- When to remove: In early spring, begin gradually pulling back cedar mulch away from your perennials, so as not to suffocate them.
*Note that premature application in fall gives rodents a better chance of making a home under your cedar mulch which is something you clearly don’t want! Thus the recommendation to wait for the arrival of freezing temperatures in your area.
*Note also that cedar mulch used for winter protection is treated differently than if you were using it summer for weed control. For the latter use, apply 2 to 2.5 inches. But for winter protection, double that thickness (you want the extra insulation).
Cedar mulch and other organic landscaping materials not only keep the ground warmer for plants in winter, but also reduce the chances of frost heaves, which can damage plant roots. So although there’s work involved in using them, the effort is worthwhile. Here’s how to prepare the area in need of winter protection:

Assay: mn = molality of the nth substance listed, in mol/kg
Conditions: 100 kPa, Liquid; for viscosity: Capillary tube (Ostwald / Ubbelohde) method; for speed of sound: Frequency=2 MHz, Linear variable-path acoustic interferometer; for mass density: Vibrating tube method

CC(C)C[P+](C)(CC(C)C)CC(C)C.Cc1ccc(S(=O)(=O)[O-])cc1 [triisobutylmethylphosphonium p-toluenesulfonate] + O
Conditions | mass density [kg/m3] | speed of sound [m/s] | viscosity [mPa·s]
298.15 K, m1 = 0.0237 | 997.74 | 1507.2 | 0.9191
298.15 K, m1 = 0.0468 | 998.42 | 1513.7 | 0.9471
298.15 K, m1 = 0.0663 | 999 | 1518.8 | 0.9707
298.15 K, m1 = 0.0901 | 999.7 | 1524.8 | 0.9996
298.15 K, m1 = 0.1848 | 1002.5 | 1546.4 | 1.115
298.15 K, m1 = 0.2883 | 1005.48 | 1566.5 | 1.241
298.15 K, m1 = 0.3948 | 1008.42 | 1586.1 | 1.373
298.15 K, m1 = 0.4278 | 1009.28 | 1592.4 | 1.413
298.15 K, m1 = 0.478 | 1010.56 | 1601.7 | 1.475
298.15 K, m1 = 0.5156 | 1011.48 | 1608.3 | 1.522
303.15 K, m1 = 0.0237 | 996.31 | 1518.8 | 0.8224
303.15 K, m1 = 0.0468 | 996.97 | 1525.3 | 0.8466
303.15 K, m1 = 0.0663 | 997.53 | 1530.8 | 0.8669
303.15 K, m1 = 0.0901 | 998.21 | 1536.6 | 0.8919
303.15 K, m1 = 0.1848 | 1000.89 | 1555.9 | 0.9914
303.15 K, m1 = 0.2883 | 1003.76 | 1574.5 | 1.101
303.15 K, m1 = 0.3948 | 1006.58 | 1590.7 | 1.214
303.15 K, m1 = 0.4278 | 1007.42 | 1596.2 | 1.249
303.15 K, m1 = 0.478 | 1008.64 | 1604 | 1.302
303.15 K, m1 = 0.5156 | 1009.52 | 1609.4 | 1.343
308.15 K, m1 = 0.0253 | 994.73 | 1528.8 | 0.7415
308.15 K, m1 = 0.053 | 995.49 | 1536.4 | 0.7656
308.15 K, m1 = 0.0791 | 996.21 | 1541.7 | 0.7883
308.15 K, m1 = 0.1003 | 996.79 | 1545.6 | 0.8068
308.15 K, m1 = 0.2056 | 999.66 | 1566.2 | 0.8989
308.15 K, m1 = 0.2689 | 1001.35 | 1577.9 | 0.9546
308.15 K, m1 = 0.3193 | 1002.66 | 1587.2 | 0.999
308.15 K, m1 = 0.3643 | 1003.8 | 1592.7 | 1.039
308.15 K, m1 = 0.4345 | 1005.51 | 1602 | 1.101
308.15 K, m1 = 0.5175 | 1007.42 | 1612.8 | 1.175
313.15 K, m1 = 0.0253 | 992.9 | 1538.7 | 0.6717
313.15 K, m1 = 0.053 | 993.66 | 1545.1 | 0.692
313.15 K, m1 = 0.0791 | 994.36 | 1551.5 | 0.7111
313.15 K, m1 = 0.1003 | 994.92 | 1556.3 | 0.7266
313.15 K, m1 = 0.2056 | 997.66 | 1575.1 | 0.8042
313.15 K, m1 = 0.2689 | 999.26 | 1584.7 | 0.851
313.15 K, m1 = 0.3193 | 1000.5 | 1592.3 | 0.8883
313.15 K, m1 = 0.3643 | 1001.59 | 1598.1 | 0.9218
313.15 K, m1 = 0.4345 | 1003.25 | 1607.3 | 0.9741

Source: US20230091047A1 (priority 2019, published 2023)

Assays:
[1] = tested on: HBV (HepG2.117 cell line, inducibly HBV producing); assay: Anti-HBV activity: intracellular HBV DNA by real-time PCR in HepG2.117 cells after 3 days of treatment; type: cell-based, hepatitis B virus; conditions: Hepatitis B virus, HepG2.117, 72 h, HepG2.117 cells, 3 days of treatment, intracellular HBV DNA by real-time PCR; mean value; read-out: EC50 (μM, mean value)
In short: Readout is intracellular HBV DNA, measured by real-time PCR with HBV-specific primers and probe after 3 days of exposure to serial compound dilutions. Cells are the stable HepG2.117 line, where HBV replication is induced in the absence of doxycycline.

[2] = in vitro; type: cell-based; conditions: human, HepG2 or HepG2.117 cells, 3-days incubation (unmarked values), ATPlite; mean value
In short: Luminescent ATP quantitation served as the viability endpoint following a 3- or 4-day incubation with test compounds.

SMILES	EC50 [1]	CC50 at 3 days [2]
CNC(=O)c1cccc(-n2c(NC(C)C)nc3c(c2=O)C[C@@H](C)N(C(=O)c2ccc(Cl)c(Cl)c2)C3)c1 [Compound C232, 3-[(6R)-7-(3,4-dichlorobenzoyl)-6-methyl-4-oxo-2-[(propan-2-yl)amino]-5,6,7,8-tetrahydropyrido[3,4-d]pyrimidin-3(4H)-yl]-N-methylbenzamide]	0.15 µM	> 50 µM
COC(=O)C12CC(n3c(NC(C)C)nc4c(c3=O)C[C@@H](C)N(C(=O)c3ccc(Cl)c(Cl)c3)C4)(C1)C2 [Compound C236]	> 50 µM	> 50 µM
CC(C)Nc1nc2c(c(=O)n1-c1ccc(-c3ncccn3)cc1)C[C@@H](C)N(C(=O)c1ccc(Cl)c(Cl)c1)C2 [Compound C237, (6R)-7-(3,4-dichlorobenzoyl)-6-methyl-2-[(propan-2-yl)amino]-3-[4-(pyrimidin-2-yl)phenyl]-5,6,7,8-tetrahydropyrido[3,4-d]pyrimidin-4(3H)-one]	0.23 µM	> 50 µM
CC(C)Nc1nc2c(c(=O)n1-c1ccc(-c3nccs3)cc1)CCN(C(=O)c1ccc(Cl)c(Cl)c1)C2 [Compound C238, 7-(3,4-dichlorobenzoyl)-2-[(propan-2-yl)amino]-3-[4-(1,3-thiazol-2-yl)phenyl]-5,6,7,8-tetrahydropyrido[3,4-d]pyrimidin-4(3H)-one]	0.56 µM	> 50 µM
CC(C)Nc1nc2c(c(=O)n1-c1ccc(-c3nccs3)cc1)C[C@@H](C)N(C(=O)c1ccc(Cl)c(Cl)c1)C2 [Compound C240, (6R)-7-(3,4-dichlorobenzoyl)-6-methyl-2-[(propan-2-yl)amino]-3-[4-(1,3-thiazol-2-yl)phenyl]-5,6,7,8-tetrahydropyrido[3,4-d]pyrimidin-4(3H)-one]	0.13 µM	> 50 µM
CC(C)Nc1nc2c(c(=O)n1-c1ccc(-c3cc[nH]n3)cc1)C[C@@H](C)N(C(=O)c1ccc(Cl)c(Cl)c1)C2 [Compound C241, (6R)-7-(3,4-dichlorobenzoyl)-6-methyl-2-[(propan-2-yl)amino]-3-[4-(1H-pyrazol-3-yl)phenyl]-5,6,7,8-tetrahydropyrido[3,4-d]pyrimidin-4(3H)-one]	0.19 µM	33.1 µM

- Remove weeds and dead annuals
- Remove diseased stems and foliage on perennials.
- Leave healthy stems and foliage on perennials.
- Dig up non-hardy bulbs for storage.
It’s interesting to note that snow cover also helps insulate perennial flower beds, but Mother Nature can be inconsistent. And while plastic-sheeting and landscape fabrics will keep weeds down, they don’t offer much insulation value. Although organic landscaping materials eventually decompose and have to be replaced, their decomposition also has a positive aspect: nutrients are released which can make your soil healthier.
We hope you have found this article helpful as a means to improve your home lawn care this winter. Rainy Days Irrigation is here to help with irrigation system winterization, which adds an extra layer of protection against the harmful winter precipitation and chilling temperatures.
Have Questions? Give us a call: (919) 779-9285 or Contact Us Today to schedule an appointment!
Rainy Days Irrigation, Inc. | 115 Sigma Dr. | Garner, NC | (919) 779-9285